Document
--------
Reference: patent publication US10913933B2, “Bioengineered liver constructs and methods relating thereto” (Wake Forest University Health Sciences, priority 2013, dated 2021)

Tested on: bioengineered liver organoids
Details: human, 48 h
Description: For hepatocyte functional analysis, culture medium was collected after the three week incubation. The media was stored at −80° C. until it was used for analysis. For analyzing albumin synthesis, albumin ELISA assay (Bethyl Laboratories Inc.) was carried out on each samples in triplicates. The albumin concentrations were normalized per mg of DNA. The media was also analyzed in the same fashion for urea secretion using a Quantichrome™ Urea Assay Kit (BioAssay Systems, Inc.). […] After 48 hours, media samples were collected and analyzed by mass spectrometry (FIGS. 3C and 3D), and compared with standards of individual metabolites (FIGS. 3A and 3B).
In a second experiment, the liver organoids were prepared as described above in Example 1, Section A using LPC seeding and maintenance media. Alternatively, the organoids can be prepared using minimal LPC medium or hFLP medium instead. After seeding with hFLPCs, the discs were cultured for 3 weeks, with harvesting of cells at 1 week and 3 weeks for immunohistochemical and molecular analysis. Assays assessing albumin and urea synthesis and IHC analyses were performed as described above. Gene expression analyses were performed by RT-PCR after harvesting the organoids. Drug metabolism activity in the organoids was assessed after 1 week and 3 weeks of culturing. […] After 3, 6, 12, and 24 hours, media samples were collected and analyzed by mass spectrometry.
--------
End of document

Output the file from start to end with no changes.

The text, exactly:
Reference: patent publication US10913933B2, “Bioengineered liver constructs and methods relating thereto” (Wake Forest University Health Sciences, priority 2013, dated 2021)

Tested on: bioengineered liver organoids
Details: human, 48 h
Description: For hepatocyte functional analysis, culture medium was collected after the three week incubation. The media was stored at −80° C. until it was used for analysis. For analyzing albumin synthesis, albumin ELISA assay (Bethyl Laboratories Inc.) was carried out on each samples in triplicates. The albumin concentrations were normalized per mg of DNA. The media was also analyzed in the same fashion for urea secretion using a Quantichrome™ Urea Assay Kit (BioAssay Systems, Inc.). […] After 48 hours, media samples were collected and analyzed by mass spectrometry (FIGS. 3C and 3D), and compared with standards of individual metabolites (FIGS. 3A and 3B).
In a second experiment, the liver organoids were prepared as described above in Example 1, Section A using LPC seeding and maintenance media. Alternatively, the organoids can be prepared using minimal LPC medium or hFLP medium instead. After seeding with hFLPCs, the discs were cultured for 3 weeks, with harvesting of cells at 1 week and 3 weeks for immunohistochemical and molecular analysis. Assays assessing albumin and urea synthesis and IHC analyses were performed as described above. Gene expression analyses were performed by RT-PCR after harvesting the organoids. Drug metabolism activity in the organoids was assessed after 1 week and 3 weeks of culturing. […] After 3, 6, 12, and 24 hours, media samples were collected and analyzed by mass spectrometry.